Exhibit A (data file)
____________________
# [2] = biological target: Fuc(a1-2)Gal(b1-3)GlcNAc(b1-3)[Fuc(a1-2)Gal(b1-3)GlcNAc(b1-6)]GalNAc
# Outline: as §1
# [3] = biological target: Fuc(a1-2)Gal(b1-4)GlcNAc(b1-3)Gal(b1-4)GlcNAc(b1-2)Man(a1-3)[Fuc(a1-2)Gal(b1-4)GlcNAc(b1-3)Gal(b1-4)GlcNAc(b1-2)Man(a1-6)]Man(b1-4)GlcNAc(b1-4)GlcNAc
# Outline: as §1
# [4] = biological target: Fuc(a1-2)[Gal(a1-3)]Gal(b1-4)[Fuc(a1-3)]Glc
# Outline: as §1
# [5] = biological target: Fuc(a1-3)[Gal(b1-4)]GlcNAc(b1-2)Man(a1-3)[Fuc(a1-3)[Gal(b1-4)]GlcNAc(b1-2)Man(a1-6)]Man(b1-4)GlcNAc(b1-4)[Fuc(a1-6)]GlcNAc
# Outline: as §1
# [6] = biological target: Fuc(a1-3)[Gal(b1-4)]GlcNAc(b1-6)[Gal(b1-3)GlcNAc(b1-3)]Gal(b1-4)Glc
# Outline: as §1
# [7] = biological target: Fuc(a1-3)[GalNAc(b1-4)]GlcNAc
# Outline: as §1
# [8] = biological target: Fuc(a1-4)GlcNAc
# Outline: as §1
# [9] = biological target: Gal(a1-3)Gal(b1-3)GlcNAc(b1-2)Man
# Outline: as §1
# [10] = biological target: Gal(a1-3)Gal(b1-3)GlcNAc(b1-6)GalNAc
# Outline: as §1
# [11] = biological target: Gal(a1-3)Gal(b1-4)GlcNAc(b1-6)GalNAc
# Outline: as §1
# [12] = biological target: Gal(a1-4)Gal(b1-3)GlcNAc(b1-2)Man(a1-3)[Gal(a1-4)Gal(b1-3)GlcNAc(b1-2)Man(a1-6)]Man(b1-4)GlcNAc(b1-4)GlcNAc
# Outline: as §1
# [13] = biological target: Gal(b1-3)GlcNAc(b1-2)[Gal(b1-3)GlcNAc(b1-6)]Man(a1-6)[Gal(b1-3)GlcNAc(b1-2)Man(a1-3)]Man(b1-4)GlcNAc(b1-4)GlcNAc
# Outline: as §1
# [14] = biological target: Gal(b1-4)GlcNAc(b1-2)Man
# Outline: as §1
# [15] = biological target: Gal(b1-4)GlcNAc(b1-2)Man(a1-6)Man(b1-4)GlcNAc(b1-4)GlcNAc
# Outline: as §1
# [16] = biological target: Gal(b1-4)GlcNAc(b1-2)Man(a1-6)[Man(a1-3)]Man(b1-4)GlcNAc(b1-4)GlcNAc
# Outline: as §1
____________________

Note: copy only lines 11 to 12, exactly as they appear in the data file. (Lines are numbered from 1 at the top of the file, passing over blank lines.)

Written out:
# [7] = biological target: Fuc(a1-3)[GalNAc(b1-4)]GlcNAc
# Outline: as §1